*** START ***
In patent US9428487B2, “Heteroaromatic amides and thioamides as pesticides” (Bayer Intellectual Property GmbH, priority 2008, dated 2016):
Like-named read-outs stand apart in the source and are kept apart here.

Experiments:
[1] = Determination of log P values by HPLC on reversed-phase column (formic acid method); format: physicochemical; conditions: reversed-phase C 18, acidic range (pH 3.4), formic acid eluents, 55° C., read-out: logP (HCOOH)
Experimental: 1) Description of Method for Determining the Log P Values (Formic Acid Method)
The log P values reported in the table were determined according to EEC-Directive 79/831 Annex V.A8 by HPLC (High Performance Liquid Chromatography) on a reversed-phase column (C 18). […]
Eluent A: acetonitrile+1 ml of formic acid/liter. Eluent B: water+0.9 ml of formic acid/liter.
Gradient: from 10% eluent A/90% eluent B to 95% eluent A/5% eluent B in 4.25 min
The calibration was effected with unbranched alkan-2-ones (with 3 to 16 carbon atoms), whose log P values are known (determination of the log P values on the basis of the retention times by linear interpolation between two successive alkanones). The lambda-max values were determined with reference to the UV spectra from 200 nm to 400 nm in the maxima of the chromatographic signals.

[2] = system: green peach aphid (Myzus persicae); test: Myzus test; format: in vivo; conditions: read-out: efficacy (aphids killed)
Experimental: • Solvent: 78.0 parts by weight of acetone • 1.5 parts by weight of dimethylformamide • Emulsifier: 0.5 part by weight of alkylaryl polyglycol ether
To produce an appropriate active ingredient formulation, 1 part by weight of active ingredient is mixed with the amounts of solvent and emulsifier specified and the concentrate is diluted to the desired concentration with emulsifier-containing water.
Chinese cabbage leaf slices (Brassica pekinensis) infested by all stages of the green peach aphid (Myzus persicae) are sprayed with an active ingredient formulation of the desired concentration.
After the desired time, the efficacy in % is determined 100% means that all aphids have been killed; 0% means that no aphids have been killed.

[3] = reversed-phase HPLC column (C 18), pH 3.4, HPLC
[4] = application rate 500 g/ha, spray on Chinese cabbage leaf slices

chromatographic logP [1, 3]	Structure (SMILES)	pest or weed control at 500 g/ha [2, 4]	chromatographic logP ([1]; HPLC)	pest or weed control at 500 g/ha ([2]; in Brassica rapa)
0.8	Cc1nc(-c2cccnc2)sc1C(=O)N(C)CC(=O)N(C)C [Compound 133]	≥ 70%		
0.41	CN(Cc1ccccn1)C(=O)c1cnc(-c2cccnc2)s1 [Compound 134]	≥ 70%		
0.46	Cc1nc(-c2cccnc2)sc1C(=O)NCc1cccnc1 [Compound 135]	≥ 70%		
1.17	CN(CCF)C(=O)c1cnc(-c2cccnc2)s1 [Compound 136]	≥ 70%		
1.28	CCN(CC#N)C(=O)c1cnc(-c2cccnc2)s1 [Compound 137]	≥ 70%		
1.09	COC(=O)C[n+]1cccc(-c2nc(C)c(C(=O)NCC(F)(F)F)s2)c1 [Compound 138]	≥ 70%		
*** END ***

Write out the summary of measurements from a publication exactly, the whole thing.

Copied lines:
In patent US9428487B2, “Heteroaromatic amides and thioamides as pesticides” (Bayer Intellectual Property GmbH, priority 2008, dated 2016):
Like-named read-outs stand apart in the source and are kept apart here.

Experiments:
[1] = Determination of log P values by HPLC on reversed-phase column (formic acid method); format: physicochemical; conditions: reversed-phase C 18, acidic range (pH 3.4), formic acid eluents, 55° C., read-out: logP (HCOOH)
Experimental: 1) Description of Method for Determining the Log P Values (Formic Acid Method)
The log P values reported in the table were determined according to EEC-Directive 79/831 Annex V.A8 by HPLC (High Performance Liquid Chromatography) on a reversed-phase column (C 18). […]
Eluent A: acetonitrile+1 ml of formic acid/liter. Eluent B: water+0.9 ml of formic acid/liter.
Gradient: from 10% eluent A/90% eluent B to 95% eluent A/5% eluent B in 4.25 min
The calibration was effected with unbranched alkan-2-ones (with 3 to 16 carbon atoms), whose log P values are known (determination of the log P values on the basis of the retention times by linear interpolation between two successive alkanones). The lambda-max values were determined with reference to the UV spectra from 200 nm to 400 nm in the maxima of the chromatographic signals.

[2] = system: green peach aphid (Myzus persicae); test: Myzus test; format: in vivo; conditions: read-out: efficacy (aphids killed)
Experimental: • Solvent: 78.0 parts by weight of acetone • 1.5 parts by weight of dimethylformamide • Emulsifier: 0.5 part by weight of alkylaryl polyglycol ether
To produce an appropriate active ingredient formulation, 1 part by weight of active ingredient is mixed with the amounts of solvent and emulsifier specified and the concentrate is diluted to the desired concentration with emulsifier-containing water.
Chinese cabbage leaf slices (Brassica pekinensis) infested by all stages of the green peach aphid (Myzus persicae) are sprayed with an active ingredient formulation of the desired concentration.
After the desired time, the efficacy in % is determined 100% means that all aphids have been killed; 0% means that no aphids have been killed.

[3] = reversed-phase HPLC column (C 18), pH 3.4, HPLC
[4] = application rate 500 g/ha, spray on Chinese cabbage leaf slices

chromatographic logP [1, 3]	Structure (SMILES)	pest or weed control at 500 g/ha [2, 4]	chromatographic logP ([1]; HPLC)	pest or weed control at 500 g/ha ([2]; in Brassica rapa)
0.8	Cc1nc(-c2cccnc2)sc1C(=O)N(C)CC(=O)N(C)C [Compound 133]	≥ 70%		
0.41	CN(Cc1ccccn1)C(=O)c1cnc(-c2cccnc2)s1 [Compound 134]	≥ 70%		
0.46	Cc1nc(-c2cccnc2)sc1C(=O)NCc1cccnc1 [Compound 135]	≥ 70%		
1.17	CN(CCF)C(=O)c1cnc(-c2cccnc2)s1 [Compound 136]	≥ 70%		
1.28	CCN(CC#N)C(=O)c1cnc(-c2cccnc2)s1 [Compound 137]	≥ 70%		
1.09	COC(=O)C[n+]1cccc(-c2nc(C)c(C(=O)NCC(F)(F)F)s2)c1 [Compound 138]	≥ 70%		